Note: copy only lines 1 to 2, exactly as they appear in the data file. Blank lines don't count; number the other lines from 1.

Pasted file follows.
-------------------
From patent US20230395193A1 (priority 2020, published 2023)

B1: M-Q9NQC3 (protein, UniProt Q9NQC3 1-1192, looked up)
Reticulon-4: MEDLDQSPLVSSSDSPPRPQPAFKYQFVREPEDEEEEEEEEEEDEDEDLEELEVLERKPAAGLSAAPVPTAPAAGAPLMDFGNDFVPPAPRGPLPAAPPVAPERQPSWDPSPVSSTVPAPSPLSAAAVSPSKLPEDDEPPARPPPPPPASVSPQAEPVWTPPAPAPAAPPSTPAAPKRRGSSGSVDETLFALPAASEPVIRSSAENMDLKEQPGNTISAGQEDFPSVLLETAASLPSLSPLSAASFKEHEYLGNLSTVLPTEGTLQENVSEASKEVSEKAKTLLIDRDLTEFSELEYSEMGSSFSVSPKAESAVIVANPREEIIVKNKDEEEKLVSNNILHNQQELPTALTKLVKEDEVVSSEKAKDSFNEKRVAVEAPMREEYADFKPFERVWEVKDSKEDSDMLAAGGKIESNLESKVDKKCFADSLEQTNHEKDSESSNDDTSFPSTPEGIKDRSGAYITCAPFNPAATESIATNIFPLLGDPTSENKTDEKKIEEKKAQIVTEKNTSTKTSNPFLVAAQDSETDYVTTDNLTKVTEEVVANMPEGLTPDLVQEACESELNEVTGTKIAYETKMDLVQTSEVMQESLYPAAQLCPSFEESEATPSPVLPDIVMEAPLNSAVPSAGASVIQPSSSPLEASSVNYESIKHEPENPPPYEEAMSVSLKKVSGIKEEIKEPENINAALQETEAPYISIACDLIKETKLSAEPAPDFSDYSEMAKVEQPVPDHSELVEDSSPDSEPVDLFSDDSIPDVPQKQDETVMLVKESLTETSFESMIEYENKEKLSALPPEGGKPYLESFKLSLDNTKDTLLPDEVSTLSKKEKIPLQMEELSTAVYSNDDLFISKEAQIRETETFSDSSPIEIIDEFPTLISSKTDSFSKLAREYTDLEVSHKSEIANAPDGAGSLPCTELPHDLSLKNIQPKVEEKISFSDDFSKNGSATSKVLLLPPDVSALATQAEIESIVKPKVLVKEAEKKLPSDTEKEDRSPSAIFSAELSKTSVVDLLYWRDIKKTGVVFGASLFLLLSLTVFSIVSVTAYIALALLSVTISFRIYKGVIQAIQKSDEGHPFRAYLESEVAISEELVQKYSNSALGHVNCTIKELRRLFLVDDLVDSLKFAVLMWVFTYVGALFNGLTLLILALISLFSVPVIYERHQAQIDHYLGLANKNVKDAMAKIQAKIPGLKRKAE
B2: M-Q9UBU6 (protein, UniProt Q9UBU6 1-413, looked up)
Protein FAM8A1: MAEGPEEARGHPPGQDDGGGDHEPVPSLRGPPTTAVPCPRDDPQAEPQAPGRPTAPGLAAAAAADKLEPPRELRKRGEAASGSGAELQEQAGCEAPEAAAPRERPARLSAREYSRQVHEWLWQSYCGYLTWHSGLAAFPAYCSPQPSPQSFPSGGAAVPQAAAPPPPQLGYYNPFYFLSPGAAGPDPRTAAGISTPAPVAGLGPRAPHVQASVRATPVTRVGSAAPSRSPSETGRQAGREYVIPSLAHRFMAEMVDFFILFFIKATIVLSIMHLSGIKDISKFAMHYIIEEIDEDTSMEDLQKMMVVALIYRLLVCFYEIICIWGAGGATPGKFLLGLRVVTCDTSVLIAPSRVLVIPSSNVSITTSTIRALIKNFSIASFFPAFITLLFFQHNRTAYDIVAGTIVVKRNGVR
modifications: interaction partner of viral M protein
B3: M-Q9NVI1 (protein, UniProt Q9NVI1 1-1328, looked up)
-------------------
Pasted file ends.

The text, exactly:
From patent US20230395193A1 (priority 2020, published 2023)

B1: M-Q9NQC3 (protein, UniProt Q9NQC3 1-1192, looked up)